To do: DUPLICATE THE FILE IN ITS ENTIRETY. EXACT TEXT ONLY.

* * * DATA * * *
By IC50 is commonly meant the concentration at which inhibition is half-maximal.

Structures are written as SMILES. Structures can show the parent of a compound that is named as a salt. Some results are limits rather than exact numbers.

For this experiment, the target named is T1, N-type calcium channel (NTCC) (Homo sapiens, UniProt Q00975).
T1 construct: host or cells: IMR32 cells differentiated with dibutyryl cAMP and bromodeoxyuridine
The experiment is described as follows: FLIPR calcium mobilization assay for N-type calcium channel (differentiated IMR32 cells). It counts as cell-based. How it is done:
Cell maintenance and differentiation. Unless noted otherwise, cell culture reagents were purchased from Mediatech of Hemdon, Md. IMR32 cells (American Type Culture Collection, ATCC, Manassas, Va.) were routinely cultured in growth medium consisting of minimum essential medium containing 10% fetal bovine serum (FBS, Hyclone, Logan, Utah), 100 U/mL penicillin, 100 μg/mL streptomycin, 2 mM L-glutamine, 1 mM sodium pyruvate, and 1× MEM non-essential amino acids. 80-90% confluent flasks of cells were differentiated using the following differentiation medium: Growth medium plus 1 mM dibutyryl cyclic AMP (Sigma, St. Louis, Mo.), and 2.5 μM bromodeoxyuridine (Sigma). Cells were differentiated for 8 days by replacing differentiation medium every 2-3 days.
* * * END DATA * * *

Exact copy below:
By IC50 is commonly meant the concentration at which inhibition is half-maximal.

Structures are written as SMILES. Structures can show the parent of a compound that is named as a salt. Some results are limits rather than exact numbers.

For this experiment, the target named is T1, N-type calcium channel (NTCC) (Homo sapiens, UniProt Q00975).
T1 construct: host or cells: IMR32 cells differentiated with dibutyryl cAMP and bromodeoxyuridine
The experiment is described as follows: FLIPR calcium mobilization assay for N-type calcium channel (differentiated IMR32 cells). It counts as cell-based. How it is done:
Cell maintenance and differentiation. Unless noted otherwise, cell culture reagents were purchased from Mediatech of Hemdon, Md. IMR32 cells (American Type Culture Collection, ATCC, Manassas, Va.) were routinely cultured in growth medium consisting of minimum essential medium containing 10% fetal bovine serum (FBS, Hyclone, Logan, Utah), 100 U/mL penicillin, 100 μg/mL streptomycin, 2 mM L-glutamine, 1 mM sodium pyruvate, and 1× MEM non-essential amino acids. 80-90% confluent flasks of cells were differentiated using the following differentiation medium: Growth medium plus 1 mM dibutyryl cyclic AMP (Sigma, St. Louis, Mo.), and 2.5 μM bromodeoxyuridine (Sigma). Cells were differentiated for 8 days by replacing differentiation medium every 2-3 days.